“He’s going to kill us,” I whispered. I couldn’t breathe.

I’d never met this guy next to me, but his eyes were kind, reassuring. He was black. At our charter school, Blacks, Asians, Mexicans, and Whites didn’t mix.

“It’s going to be okay.” He patted my back. He seemed so calm.

Through the crack in the bleachers, we could see our classmates scrambling back and forth across the basketball court, shrieking terrified screams. Darren stalked them, firing a barrage of bullets until they slumped to the floor. I looked away. I couldn’t take it anymore.

Several rounds flew over our heads. “He’s coming toward us,” the guy said. “Get down.”

I lay on my stomach on the cold floor, the stranger next to me, convinced we were about to die. I thought about my family, my mother and father, and my older brother, who had just started college. And for a quick moment, I mourned for them. Then I thought about my younger brother, Ross. He was out there somewhere. I tried to remember where he was sitting. When was the last time I saw him?

“What is your name?” I whispered.

“What does it matter?”

“Because I don’t want my last minutes on earth to be spent with a complete stranger.”

“I’m Reece,” he said. “You’re Riley.”

“How do you know my name?”

“Everyone knows who you are.” He reached over and draped his arm across my back, his upper body forming a protective shield.

Darren’s boots stomped above our heads. Kids screamed, scuttled to get away. The gunfire sounded like firecrackers. I plugged my ears with my fingers. I couldn’t bear to hear it anymore. If Darren came down under the bleachers, we were dead. There was nowhere to run. It was the most horrifying fifteen minutes of my life.

Then the footsteps stopped.

We didn’t know if we could come out. We heard hard footfalls, police hollering as they hunted down Darren. It seemed like we were huddled down there for hours. When the police announced it was over, we walked out from under the bleachers like horror movie zombies.

That’s when we saw them.

Bodies were sprawled on the bleachers. They covered the gym floor, piled in some places. I recognized many of their faces, kids I saw in literature class or passed in the hallway. I stepped around them, my sneakers sticky with blood, looking for friends, anyone I knew. Then I recognized his mousey brown hair. His face looked serene as if he were taking a nap. He was wearing his new White Sox jacket with black sleeves and white on the torso. Our parents had given it to him for his birthday two weeks earlier. He only took it off to go to bed. Now the white part was ruby red. And my brother was never going to wake up.


For years afterwards, I dreamed about disappearing. Just up and walking out of my life—what was left of it. I hadn’t thought about my fugitive fascination in a long time. Of course, now it’s much harder to evade police in a digital age when a person’s every movement can be tracked. But I didn’t consider any of that the day I ran after shooting Reece.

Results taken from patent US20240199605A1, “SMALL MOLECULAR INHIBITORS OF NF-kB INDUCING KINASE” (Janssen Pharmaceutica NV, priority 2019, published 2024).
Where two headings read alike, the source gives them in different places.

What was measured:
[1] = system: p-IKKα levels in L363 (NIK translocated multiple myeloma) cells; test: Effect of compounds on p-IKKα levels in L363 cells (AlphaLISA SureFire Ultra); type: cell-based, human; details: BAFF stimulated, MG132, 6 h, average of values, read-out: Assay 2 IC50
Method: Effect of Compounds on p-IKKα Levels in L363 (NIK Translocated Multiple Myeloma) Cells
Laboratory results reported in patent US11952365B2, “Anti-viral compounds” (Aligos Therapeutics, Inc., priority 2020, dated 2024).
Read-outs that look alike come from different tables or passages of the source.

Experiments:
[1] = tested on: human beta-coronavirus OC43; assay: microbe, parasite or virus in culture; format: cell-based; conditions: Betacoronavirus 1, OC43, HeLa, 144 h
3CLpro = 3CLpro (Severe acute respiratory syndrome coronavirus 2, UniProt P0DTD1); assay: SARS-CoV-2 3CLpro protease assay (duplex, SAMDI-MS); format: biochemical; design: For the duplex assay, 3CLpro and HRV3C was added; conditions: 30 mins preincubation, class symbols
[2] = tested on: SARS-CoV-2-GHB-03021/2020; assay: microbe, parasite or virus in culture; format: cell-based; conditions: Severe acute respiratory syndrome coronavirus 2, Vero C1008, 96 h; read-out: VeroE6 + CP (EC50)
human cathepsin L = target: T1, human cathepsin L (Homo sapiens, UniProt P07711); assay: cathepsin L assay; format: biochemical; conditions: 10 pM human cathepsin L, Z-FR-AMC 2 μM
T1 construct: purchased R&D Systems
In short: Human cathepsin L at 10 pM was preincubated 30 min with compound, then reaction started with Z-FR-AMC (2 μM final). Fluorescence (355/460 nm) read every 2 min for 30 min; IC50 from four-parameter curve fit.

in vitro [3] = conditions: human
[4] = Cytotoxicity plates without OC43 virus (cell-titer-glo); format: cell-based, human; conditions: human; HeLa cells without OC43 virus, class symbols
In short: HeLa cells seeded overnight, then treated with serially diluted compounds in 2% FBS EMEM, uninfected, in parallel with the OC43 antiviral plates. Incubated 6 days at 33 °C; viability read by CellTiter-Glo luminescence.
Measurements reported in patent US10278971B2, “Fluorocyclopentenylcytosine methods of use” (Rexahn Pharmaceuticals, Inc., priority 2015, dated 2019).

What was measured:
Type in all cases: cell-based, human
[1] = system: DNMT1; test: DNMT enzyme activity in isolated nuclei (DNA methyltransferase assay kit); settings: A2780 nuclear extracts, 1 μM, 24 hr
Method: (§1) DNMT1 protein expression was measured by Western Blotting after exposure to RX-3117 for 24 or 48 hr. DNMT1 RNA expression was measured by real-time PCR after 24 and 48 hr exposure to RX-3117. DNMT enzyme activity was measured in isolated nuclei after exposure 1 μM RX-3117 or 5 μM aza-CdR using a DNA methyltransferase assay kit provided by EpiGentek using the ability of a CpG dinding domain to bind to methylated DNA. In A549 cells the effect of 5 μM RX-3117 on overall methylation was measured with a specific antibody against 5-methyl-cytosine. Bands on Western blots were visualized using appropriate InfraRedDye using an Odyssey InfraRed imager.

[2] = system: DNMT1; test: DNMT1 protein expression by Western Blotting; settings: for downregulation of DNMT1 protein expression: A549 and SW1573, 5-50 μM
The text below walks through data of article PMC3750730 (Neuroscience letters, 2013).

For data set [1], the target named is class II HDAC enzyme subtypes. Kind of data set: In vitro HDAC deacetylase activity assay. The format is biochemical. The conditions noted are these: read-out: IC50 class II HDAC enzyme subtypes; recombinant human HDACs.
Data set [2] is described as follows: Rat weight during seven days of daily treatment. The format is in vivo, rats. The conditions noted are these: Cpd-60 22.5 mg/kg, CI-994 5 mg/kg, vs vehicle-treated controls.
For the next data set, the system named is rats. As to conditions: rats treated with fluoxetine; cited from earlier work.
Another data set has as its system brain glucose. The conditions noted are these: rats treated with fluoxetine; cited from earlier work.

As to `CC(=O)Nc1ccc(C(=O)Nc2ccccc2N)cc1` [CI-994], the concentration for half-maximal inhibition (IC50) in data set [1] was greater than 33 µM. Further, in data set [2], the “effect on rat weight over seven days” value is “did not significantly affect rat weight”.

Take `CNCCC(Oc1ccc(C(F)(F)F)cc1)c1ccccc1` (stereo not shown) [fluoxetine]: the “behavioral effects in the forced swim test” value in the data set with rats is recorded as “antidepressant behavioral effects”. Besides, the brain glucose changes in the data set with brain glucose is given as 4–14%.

Running is the natural reaction—even if you do not know where you are running to. The adrenaline and animalistic self-preservation kick in, leaving your brain a scrambled mess while your body takes over.

I drove in a daze, focused on the yellow line that I hoped would lead to a better future. Running from the cops is challenging for a normal person. But when you’re an activist and your mug shot is floating on police and FBI computers, vanishing is a lot harder. We are all electronic files, avatars moving from screen to screen, followed by one entity after another.

I had to jump off those screens. That meant no electronics of any kind—no phones, no GPS, no computers. If I wanted to escape, I had to do it old school, like the women in the Famous Female Fugitives.


Excerpt from Map of My Escape by Cheryl Reed. Copyright 2024 by Cheryl Reed. Reproduced with permission from Cheryl Reed. All rights reserved.


Cheryl L. Reed — Author of Map of My Escape

Cheryl L. Reed is the author of the nonfiction book Unveiled: The Hidden Lives of Nuns and the novel Poison Girls, which won the Chicago Writers’ Association Book of the Year.

A former staff editor and reporter at the Chicago Sun-Times and other publications, Reed’s stories have won multiple awards, including Harvard’s Goldsmith Prize for Investigative Reporting.

She has twice been awarded a U.S. Fulbright Scholar fellowship by the State Department, first in Ukraine and then in Central Asia.

She splits her time between Washington, DC and her home near the Chesapeake Bay in Virginia.

To learn more about Cheryl, click on any of the following links: Goodreads, BookBub – @cheryllynnreed, Instagram – @cheryllynnreed, Twitter/X – @AuthrCherylReed & @JournoReedFacebook – @CherylLynnReed

Don’t miss this Interview Cheryl L. Reed on #BookTok!

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Elena Taylor/Elena Hartwell


Elena Hartwell

Author and developmental editor.

This Post Has One Comment

  1. Wendy Barrows

    Wow, interesting guest post! You have been down a long rocky road!
    I think you are finally on your way.
    Map of my Escape was fantastic! 🙂